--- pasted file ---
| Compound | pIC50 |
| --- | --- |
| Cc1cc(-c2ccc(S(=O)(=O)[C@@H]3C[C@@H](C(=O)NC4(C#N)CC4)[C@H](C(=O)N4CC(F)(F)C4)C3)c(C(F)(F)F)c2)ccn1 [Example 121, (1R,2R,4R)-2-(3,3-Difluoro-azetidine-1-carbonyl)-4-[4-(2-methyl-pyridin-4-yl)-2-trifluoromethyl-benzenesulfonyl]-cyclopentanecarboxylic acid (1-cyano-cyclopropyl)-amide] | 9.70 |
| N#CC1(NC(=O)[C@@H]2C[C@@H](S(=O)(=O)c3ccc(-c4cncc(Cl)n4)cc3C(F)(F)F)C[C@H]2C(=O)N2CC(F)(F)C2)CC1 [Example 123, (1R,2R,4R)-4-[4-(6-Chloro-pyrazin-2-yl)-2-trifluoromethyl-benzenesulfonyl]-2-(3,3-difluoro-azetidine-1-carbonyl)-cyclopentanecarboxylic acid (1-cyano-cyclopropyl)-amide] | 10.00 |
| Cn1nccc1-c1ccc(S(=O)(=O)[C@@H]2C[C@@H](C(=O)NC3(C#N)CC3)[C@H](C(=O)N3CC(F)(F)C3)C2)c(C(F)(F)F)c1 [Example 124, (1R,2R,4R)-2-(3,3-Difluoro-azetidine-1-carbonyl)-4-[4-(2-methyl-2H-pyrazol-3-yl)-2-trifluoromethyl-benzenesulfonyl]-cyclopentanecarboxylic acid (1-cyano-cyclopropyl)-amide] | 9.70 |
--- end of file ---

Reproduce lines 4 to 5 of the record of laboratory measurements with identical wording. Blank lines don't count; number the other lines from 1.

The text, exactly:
| N#CC1(NC(=O)[C@@H]2C[C@@H](S(=O)(=O)c3ccc(-c4cncc(Cl)n4)cc3C(F)(F)F)C[C@H]2C(=O)N2CC(F)(F)C2)CC1 [Example 123, (1R,2R,4R)-4-[4-(6-Chloro-pyrazin-2-yl)-2-trifluoromethyl-benzenesulfonyl]-2-(3,3-difluoro-azetidine-1-carbonyl)-cyclopentanecarboxylic acid (1-cyano-cyclopropyl)-amide] | 10.00 |
| Cn1nccc1-c1ccc(S(=O)(=O)[C@@H]2C[C@@H](C(=O)NC3(C#N)CC3)[C@H](C(=O)N3CC(F)(F)C3)C2)c(C(F)(F)F)c1 [Example 124, (1R,2R,4R)-2-(3,3-Difluoro-azetidine-1-carbonyl)-4-[4-(2-methyl-2H-pyrazol-3-yl)-2-trifluoromethyl-benzenesulfonyl]-cyclopentanecarboxylic acid (1-cyano-cyclopropyl)-amide] | 9.70 |